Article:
I think many people can relate more to a cleaned up ; made drivable,  example of very desirable vintage cars than 98 point restorations.  The condition you found the Gold bug in is also part of its history. You have almost enough parts for two cars, someone should have that in mind rather than one really nice car plus an even bigger stack of

Kissel parts on your already overflowing shelving.  Have you noticed the pre war parts supply thread. In the long run many loose parts collection end up getting scrapped. 

 

Greg in Canada

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Thanks Greg,

     At some point before the Gold Bug was parked in its shed in 1956, (where I found it a few years ago) some idiot had split the front frame crossmember and welded a different front bar onto the frame, and widened the front of the frame, in order to put a V8 in it. And they disassembled the body. They put a bigger Cadillac front axle on with buffalo #6 front wheels on it. You can see this in the pictures. They never finished their Frankenstein.
    Although they saved the correct front axle and hubs, the frame was butchered. You could not use it to make a drive around car. 
      As to the touring parts car, it has no wood. I do have an earlier Kissel 6-45 frame which is not suitable for a Gold Bug, and spare 6-45 engine block and parts so it could be restored with a hell of a lot of work. But it actually is a “Standard Touring” body style, which was Kissels cheapest one.

      I may just leave the rest of the Kissel Touring parts for a future decision. But using the frame and engine to complete a 100% complete iconic Kissel Gold Bug is for certain.

      Thanks, Ron 

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I would certainly agree that this is not a preservation quality car. While it may be a "part of the car's history"? For so many cars, so is the crusher. There simply is not enough of this car still in decent original shape to judge the car as a true survivor.  While I have always been in favor of preserving nice originals, and have long been disappointed by people restoring cars that SHOULD have been preserved and NOT restored, I have also always believed that once some faint line has been crossed, a car should be restored. It would require so much work to make this car appear to be a survivor that it in reality would not be one.

Something I rarely actually say, because I really do not want to offend certain people? (Hopefully they won't see this here?) But I have never really been impressed by fake put-together "original" or "survivor" cars.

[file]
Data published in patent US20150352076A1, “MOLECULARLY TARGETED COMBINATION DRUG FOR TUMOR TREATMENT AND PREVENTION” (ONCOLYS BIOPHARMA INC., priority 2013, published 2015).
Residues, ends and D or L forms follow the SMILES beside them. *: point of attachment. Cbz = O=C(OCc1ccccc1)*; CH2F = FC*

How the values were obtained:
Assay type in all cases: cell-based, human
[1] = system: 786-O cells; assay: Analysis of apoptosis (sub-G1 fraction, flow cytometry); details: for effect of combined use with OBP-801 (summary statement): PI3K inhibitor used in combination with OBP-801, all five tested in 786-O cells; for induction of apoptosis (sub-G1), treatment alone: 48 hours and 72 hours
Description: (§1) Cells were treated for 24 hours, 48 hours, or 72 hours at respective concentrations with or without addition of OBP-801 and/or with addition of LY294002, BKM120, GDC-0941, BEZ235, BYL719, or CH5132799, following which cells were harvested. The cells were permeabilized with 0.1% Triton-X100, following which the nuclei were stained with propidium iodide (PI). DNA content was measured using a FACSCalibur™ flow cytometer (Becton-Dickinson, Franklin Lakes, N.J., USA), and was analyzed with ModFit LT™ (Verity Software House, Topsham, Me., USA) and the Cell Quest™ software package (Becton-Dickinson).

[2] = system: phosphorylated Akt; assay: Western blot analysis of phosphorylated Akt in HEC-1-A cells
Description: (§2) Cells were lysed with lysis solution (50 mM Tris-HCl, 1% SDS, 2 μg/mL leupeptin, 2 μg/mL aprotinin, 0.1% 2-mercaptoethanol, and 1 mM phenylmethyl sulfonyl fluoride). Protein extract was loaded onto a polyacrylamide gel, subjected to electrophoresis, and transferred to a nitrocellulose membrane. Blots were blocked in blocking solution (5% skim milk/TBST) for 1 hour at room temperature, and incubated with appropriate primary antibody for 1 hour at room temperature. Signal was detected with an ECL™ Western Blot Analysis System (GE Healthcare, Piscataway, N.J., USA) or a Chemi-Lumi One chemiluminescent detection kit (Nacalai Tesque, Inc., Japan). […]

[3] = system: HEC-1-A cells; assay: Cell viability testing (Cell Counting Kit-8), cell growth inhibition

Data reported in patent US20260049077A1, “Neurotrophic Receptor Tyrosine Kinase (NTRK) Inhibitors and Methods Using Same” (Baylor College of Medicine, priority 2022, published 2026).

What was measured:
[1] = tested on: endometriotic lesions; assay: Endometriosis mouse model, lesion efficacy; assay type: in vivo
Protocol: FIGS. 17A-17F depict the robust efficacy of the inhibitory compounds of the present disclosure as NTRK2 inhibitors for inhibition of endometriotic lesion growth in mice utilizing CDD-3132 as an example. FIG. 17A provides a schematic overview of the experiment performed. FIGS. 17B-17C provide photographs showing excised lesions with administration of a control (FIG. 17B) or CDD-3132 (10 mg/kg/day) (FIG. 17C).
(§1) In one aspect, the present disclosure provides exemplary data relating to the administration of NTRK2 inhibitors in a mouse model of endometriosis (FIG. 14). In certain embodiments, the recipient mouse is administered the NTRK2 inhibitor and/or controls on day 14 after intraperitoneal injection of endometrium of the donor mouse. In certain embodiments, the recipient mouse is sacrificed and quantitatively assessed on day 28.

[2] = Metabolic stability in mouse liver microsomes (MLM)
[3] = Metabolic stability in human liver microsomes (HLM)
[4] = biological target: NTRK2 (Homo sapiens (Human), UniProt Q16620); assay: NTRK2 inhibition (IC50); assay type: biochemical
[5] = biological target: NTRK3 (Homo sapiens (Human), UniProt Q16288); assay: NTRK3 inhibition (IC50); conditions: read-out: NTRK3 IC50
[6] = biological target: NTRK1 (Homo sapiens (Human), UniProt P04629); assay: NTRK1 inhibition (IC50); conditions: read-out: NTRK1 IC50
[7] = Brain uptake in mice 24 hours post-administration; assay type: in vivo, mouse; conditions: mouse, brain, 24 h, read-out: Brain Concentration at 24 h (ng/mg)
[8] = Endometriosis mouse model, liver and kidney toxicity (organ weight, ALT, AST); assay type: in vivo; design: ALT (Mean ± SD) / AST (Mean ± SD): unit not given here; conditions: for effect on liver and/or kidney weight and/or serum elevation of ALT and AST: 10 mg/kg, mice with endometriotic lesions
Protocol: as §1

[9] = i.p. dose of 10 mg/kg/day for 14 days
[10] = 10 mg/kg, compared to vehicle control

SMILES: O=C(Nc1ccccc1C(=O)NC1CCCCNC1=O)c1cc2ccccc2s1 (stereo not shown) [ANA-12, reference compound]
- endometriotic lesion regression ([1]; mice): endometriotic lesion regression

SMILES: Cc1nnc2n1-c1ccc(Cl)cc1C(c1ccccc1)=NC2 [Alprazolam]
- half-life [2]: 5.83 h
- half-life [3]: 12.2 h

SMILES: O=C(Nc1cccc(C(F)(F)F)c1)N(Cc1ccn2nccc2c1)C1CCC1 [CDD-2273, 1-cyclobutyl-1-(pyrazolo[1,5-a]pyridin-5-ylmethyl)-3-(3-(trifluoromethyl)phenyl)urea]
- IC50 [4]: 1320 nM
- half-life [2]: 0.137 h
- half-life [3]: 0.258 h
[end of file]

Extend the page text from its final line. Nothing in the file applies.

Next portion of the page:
(There is one exception. A friend that has restored several wonderful cars over the years, as he is getting older, found that he really enjoys taking the piles of parts he has and taking pieces that are bad enough that nobody would consider using them for a good restoration to put together a driver car that looks rusty. He truly enjoys doing it, and he is very open and honest about what the finished rust bucket is and is not! And enjoying it is what it is all about, a good thing.)

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I would have to see Ron's car in person before I reached any definite conclusion. It's quite possibly the only Gold Bug left that is not either a pile of parts , semi complete , basket case or a fully restored car.  Are you familiar with the chasing classic cars Stutz ? If it was any better than Ron's car I have a feeling it wasn't by much.

Not all survivors need to be 40,000 original mile , original paint, near mint, garage kept since day 1 cars.

I know there is many different  ways to live this hobby.  But nothing in Ron's pictures jumps out at me as too far gone to preserve.

If a person want's a restored Gold Bug there is probably a restored example for sale every 10 years or so. Ron's car might be the only one left that could conceivably be a preservation car.  Once it is restored it is { no disrespect Ron, I am in awe of your restoration of the 1918 Sedanette.  A car that absolutely needed restoration if it was to survive at all } " just " another restored Gold Bug. At select events it  will could  be in a line up with 4 , 5 or even 6 other restored Gold Bug's.

 

Just my opinion; Canadian, so  that is not even 2 cent's worth these days.

 

Greg

 

Edited by 1912Staver (see edit history)
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Ed - the Kissel Klub has a Kissel registry of every known Kissel car. This listing is not public but is accessible to all Kissel owners and their associates. It’s pretty complete but every so often another Kissel that’s unknown will show up. The two Kissels in this post string, for example, were previously not known to the registry.

Ron